This image goes against the statement I made in ad #2 that people are catching on to the obnoxious colors and arrows that scream “BUY SOMETHING FROM ME”! If I were to do this over, I’d still use the text/word document screen shot but have a designer make it look more professional.

It shows them EXACTLY what they’re going to get and how easy it really will be to just copy and paste these templates.

But like I said, the strategy was the most important part of this campaign…

The Copy: This campaign had multiple ad sets that targeted different email service providers via interest targeting… Mailchimp, Aweber, ConstantContact, Infusionsoft, Getresponse, etc.

Each ad set had different ad copy. This examples shows the ad copy for GetResponse.

“Use GetResponse? Copy and paste this FREE email series into your account today.”

Replace “Use________?” with the email service provider I was targeting in each ad set and that was the copy for each of these ads…

The copy was VERY targeted and specific.

The “Copy & paste this FREE email series into your account today.” made people think:

  • The email series was specific to their service provider so why wouldn’t they use it,
  • The email series is FREE, you’re not going to be asked to buy something on the landing page,
  • This is something I can USE today… I don’t have to wait to implement or learn something and then do it. I can simply copy and paste…

Think of a way you could apply this tactic to your ads. How can I take this one lead magnet or offer and slightly alter the targeting and copy to become even more specific?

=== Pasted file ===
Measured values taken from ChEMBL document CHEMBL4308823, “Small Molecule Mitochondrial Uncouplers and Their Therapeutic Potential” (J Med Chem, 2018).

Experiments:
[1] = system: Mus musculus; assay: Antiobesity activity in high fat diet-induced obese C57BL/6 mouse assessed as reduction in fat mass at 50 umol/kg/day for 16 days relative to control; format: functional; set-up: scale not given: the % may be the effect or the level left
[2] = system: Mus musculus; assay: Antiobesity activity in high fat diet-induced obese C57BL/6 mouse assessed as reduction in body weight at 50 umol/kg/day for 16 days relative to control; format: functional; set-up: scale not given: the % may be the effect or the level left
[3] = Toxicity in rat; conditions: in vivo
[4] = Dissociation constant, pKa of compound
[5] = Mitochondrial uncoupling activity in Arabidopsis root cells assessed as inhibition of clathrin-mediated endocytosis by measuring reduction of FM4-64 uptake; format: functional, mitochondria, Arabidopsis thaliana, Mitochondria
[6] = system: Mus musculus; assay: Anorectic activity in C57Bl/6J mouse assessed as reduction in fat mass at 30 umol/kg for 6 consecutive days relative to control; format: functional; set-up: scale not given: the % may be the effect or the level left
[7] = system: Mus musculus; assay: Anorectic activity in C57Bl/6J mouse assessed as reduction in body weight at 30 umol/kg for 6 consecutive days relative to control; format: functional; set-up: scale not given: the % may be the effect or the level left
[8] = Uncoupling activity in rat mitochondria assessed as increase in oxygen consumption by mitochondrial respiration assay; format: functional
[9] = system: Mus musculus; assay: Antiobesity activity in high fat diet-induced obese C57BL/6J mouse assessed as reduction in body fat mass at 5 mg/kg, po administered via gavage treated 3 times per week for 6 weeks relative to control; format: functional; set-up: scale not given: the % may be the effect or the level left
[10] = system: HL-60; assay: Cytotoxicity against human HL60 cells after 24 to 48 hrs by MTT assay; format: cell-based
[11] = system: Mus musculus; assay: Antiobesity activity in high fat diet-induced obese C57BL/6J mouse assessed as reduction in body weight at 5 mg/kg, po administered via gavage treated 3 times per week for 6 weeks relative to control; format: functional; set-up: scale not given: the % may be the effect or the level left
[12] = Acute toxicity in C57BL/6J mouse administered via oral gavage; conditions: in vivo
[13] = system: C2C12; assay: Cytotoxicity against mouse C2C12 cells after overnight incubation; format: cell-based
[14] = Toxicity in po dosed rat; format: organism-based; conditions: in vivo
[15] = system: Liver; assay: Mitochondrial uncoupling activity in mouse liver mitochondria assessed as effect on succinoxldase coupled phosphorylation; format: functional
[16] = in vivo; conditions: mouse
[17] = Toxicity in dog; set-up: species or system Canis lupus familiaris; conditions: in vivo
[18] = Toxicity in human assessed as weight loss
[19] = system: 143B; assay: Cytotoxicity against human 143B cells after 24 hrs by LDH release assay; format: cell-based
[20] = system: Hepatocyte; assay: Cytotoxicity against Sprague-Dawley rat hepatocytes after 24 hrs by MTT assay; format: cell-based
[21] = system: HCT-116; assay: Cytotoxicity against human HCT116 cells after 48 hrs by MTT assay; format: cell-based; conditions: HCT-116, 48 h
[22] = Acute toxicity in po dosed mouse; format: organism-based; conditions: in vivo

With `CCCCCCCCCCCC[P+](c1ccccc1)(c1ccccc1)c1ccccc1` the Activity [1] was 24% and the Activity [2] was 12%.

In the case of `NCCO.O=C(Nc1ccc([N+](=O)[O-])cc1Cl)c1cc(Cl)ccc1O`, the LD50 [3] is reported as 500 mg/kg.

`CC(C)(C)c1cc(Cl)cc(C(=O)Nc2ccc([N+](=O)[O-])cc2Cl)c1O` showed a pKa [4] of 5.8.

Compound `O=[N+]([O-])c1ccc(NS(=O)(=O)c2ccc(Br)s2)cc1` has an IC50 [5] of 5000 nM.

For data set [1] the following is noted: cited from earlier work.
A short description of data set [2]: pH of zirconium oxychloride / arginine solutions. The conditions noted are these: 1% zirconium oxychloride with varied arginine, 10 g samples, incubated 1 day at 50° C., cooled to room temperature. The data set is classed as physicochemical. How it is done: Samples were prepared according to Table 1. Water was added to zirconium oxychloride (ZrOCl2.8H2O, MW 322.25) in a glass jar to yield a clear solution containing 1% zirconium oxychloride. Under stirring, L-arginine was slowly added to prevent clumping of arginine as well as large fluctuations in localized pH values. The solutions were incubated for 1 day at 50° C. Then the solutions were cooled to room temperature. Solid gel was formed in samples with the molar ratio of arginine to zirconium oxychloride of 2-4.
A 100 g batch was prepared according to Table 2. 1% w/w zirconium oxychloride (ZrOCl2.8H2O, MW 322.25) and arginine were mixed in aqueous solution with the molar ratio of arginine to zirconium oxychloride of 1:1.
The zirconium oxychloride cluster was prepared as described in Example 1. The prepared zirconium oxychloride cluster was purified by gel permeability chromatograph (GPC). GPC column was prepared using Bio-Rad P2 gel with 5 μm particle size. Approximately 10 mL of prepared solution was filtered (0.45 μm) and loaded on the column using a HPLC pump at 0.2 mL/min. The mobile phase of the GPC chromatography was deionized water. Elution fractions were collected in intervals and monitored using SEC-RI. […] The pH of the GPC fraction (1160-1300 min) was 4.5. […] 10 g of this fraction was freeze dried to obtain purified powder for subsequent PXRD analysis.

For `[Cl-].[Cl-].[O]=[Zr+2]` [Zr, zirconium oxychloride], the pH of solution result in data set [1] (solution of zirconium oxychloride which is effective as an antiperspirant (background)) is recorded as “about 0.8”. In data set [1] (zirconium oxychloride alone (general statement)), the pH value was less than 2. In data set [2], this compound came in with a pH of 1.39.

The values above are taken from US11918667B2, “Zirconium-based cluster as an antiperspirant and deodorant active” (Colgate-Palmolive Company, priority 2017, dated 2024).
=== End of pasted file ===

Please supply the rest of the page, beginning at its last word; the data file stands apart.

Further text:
5.

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If you’re ever selling something that is timely, that won’t always be available, you HAVE to run an ad like the one above.

We ran this ad to everyone who had hit The Machine website or opted in during the pre-launch of that product.

Once we were about to close registration for the class, we ran this ad for 72 hours. Boy, do people jump for things that they think are going to be gone soon…

We spent $3,196.15 on this ad and saw $211,682 in return.

That’s the most profitable 3 day ad we’ve ever run :).

There isn’t much to discuss in terms of image or copy for this ad other than the ad maintained the same design/feel that we had used to introduce them to The Machine (the football field ad for example). Also, the ad was eye-catching (of course) and would have stopped them in their tracks while scrolling through Facebook.

The most important take away from this ad is the scarcity.

“The Machine is Closing! Don’t miss out…” and “We’re Closing it Down”.

6.

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Look familiar? This is a retargeting ad for the funnel I introduced in ad #1 above.

This ad runs to people who opt in for the 212 Blog Post Ideas lead magnet but don’t take us up on our $7 tripwire offer for our 1,000 Blog Subscribers execution plan.